Living in a Loop

Living through the Pandemic – A Journal (Part 3)

By San San Lee

I’m in a loop.

Positive news, bad news, and never-ending uncertainty.

The last 12 months have felt like a bad reality show, thanks to the onset of Covid-19, denials of its existence and gravity, quarantine, reopening, restriction, and shut-down cycles, topped off with the drama of the 2020 election. And now, just as we thought the end was in sight after a new administration and two approved vaccines, the discovery of the new variants has placed us in “A Race Against Time.” Vaccine shortage is real, and as more contagious variants emerge, current vaccines may lose their effectiveness. Reaching herd immunity and returning to “normalcy” appears as elusive and complicated as ever.

I am struggling. I have difficulty focusing on things other than information regarding infections rates and vaccines. I am overwhelmed by the unknown as I fear more bad news. With the saga continuing, I am exhausted.

Yet, even as I feel fatigue, my left brain detects a pattern in life and reminds me, “I am tired and feeling lost, but this is only temporary. It will pass, as things have many times before.” Even though the progress is painfully slow and uneven, facts tell me, too, that things are improving.

In these difficult moments, to help with perspective, I often revisit a March 2020 conversation with my client, “Ana”. We were discussing the profound effects that the pandemic would have on our lives, personal and professional. A senior executive in a major hotel company, I have worked with Ana for years as outside legal counsel. As we saw the fast and furious meltdown of the hospitality industry, we told each other that there would be many bad days ahead, and though rare, a few good moments. To ready ourselves for the onslaught, we agreed that we need to seize and cherish those good moments as we claw back to recover from the pandemic.

This week, Ana and I caught up. Though there has been no work since the pandemic, we check in on each other every other month or so. After a year of business downturns, staff reductions, and quarantine, she, too, was tired. We shared our thoughts about the lack of control and our disappointments in those ignoring public health guidelines. I described my life working from home with my husband and she opened up about her social isolation as a single person, along with her concern for her elderly mother who she had to convince to get the vaccine. We spoke of the possibility of working together and seeing each other again in the near future. We laughed and were able to lift each other out of our pandemic weariness.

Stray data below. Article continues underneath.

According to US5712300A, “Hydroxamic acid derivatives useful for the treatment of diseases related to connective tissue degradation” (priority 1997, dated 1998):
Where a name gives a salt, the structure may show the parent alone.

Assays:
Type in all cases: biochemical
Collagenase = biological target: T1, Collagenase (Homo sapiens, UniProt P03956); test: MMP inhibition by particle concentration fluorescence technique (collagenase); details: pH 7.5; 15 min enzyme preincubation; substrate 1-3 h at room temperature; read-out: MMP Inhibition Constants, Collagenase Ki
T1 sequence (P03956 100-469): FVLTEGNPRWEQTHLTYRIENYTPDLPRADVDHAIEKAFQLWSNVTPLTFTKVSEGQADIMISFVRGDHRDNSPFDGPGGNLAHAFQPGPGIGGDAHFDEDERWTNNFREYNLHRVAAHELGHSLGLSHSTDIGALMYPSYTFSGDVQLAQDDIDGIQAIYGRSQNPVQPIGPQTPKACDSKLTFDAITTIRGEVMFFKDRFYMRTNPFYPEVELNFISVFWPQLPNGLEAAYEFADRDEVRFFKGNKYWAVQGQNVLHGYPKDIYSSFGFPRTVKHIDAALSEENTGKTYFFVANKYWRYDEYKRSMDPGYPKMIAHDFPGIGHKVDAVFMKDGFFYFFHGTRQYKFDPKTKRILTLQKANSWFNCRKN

Often, when I needed it most, I’ve had the luck of having one of these conversations.  Over the last 12 months, instead of focusing exclusively on efficiency and the work at hand, I have taken a measure of the well-being of the other person in business meetings. “How are you?” has become a real question rather than just a polite and perfunctory one. This ritual changed with friends and family as well. Recently, I exchanged texts with my brother about our childhood scars. My brother, very private and closed, used to only reach out to provide obligatory updates about our parents. Now with the pandemic, we check in with each other regularly.   

Almost a year ago, when Ana and I spoke of the “good moments”, I didn’t know what that meant. Over time, I’ve come to realize that authentic, genuine interactions with others are the “good moments”. In these instances, we can drop the pretense that all is well and be honest. By sharing our thoughts, feelings, and experiences, we are showing each other that we are human. That we care for each other.

Though the pandemic has kept us physically apart, it has emotionally brought us closer.

At the end of my call with Ana, I mentioned our March 2020 discussion. Agreeing that the pandemic has allowed us to share our vulnerabilities, she then said, “Let’s do everything we can to stay this way, even when we go back to working on projects, again.”

“I would like that,” I responded.

At that moment, I realized that I was not really in a loop. Instead, she and I, and our enduring friendship, have been progressing along a path of change and evolution, through the pandemic. All along.

click here for the Original Article in The South Pasadenan Newspaper







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